Seraphic Fire in its element with Handel’s “Israel in Egypt”

By David Fleshler

"The Flight out of Egypt" (1850) by Richard Dadd

By performing Handel’s oratorio Israel in Egypt this week, Seraphic Fire will be working squarely in its element.

While the Miami choir has an enormous range — from Gregorian chant to American gospel — the core of its repertoire and training is in the great choral works of the Western canon, such as Handel’s setting of the Old Testament story of the Israelites’ flight from Egypt. The choir will be accompanied by its house instrumental ensemble, the Firebird Chamber Orchestra.

Patrick Dupré Quigley

Patrick Dupré Quigley, the choir’s founder and artistic director, said the work appealed to him on several levels — first, of course, as a tremendous piece of music. “It’s arguably his greatest oratorio,” Quigley said. “The plague choruses are particularly fantastic — water to blood, flies and locusts, hailstones for rain. They come in this action-adventure novel succession, with various recitatives in between. It’s just fantastic stuff.”

And second, the oratorio is unusual in that it is dominated by choruses, not soloists. This lack of starring roles contributed to its initial cool reception by the London public on its premier in 1739. But to Quigley, this made it a superb vehicle for a choir that has no stars because all the singers are considered stars. The oratorio calls for two choruses and orchestra, and for Seraphic Fire that means choruses with eight and nine members each in which each singer’s voice is exposed.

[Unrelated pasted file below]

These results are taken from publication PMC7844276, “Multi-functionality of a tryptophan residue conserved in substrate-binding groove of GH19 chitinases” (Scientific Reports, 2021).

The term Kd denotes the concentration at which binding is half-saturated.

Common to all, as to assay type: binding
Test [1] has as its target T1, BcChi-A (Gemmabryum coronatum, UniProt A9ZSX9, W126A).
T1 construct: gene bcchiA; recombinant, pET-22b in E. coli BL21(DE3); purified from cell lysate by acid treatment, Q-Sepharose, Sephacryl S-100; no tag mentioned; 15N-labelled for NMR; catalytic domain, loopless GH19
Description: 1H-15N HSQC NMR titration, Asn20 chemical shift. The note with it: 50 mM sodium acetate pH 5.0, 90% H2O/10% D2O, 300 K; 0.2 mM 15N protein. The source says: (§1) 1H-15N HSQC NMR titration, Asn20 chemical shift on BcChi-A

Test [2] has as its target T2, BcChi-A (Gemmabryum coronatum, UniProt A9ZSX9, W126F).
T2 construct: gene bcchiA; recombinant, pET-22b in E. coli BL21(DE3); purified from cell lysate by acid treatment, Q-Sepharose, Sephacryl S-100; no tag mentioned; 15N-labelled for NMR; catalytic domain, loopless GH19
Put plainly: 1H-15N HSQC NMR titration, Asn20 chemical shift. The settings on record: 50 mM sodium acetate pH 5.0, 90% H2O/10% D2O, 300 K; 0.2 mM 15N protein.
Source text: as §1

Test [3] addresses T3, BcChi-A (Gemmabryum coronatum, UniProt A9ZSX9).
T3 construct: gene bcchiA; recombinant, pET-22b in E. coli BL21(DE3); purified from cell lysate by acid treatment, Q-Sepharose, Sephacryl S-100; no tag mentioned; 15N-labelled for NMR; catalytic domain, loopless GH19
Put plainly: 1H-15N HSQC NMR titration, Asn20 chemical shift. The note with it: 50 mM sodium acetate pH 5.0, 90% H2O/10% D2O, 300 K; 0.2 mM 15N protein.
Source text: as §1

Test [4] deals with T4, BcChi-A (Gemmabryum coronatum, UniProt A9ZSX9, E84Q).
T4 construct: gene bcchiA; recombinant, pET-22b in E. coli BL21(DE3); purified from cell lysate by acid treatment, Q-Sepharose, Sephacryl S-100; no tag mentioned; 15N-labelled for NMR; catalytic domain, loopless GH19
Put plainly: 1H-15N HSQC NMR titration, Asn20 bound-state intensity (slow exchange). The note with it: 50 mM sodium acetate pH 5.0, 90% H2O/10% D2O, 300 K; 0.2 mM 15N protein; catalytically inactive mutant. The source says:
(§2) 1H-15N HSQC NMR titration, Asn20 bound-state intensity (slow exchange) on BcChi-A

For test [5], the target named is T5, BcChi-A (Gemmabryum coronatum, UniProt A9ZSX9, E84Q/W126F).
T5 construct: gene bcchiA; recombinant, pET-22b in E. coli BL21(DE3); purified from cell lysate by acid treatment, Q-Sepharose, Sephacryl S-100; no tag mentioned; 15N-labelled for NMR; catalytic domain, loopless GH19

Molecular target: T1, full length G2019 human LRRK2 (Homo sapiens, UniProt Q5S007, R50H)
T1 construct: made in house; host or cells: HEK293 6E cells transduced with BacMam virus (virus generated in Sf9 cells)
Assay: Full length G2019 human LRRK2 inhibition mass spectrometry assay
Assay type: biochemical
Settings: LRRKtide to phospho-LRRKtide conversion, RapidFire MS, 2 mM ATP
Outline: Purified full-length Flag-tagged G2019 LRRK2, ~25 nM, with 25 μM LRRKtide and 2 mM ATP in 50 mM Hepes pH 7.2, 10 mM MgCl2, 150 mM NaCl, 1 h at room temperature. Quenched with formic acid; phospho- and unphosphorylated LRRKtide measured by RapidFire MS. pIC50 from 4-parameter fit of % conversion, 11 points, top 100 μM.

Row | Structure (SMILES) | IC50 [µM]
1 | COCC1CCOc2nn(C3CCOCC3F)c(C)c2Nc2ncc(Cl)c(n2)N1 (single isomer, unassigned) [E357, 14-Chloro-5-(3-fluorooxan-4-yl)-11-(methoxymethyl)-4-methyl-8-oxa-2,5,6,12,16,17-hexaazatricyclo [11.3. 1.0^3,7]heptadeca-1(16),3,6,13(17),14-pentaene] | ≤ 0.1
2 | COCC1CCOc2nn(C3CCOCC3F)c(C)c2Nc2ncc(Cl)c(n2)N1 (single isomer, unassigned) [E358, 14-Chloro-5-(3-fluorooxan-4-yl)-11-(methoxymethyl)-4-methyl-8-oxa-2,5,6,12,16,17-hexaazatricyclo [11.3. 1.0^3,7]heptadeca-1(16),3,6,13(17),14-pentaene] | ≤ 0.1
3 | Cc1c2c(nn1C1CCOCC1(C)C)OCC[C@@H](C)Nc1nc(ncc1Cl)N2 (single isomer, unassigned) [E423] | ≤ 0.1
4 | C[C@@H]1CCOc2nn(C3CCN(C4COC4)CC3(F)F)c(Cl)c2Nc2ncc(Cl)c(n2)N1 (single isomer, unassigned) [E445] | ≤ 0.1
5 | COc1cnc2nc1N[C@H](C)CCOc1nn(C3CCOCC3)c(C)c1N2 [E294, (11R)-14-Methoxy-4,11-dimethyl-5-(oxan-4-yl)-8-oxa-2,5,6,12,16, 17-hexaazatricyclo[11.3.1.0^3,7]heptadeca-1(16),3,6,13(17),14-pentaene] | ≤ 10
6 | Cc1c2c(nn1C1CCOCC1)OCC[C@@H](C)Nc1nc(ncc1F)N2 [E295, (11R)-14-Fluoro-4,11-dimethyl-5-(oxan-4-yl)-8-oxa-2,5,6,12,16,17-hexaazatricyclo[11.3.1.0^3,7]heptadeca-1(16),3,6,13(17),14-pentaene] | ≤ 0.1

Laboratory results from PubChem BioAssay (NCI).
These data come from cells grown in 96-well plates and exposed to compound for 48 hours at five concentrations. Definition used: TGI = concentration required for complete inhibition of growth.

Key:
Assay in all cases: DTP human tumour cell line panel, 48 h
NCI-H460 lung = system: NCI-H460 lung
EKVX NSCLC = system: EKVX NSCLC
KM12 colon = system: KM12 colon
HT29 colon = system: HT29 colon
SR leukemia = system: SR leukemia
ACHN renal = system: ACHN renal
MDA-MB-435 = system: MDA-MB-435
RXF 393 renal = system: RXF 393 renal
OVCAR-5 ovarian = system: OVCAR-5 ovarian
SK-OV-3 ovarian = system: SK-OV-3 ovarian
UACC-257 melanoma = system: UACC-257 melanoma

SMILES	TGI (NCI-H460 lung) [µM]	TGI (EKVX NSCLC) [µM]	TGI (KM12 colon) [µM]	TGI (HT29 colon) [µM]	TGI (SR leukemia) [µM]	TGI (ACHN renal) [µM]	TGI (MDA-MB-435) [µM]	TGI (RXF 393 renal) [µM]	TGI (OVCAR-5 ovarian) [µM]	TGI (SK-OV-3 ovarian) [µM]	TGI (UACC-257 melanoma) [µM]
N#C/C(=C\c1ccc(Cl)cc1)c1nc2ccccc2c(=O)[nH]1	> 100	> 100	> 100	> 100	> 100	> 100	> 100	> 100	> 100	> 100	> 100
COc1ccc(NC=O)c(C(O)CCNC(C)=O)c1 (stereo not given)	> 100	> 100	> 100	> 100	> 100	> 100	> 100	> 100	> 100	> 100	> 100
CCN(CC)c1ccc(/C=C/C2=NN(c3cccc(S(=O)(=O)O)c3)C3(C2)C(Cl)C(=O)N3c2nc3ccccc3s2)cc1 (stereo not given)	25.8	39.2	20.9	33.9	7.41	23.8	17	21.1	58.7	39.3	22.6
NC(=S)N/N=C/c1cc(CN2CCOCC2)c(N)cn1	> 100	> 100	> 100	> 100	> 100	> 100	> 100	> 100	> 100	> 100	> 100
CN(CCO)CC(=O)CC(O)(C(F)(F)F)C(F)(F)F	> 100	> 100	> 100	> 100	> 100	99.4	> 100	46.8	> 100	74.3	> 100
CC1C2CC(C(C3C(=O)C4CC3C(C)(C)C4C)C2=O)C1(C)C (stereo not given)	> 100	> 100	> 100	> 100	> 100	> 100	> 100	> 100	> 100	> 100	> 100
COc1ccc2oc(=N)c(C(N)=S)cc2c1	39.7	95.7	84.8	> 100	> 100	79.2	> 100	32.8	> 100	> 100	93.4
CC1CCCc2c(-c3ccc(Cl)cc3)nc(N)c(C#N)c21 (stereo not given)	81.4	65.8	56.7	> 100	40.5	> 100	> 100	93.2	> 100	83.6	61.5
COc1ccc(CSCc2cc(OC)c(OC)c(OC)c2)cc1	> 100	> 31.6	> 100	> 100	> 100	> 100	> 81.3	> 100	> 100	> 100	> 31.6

“You can’t really drop notes,” he said. “Doing it with Handel-sized forces requires that everyone in the choruses and orchestra play their hearts out at all times.”

Although the oratorio is in English, the words can be hard to understand in the grand but muddy performances of large choruses. With smaller forces and an emphasis on precise pronunciation, Quigley said the words in the Seraphic Fire performances should be understandable, with the exception of the fugal passages, in which various voices go their own way. “Handel,” he said, “was a pretty talented setter of texts.”

Seraphic Fire performs Handel’s Israel in Egypt 7:30 p.m. Thursday at St. Christopher’s by-the-Sea, Key Biscayne; 7:30 p.m. Friday at First United Methodist Church, Coral Gables;  8 p.m. Saturday at All Saints Episcopal Church, Fort Lauderdale; and 4 p.m. Sunday at Temple Emanu-El, Miami Beach. Call 305-285-9060 or go to

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Tue Mar 23, 2010
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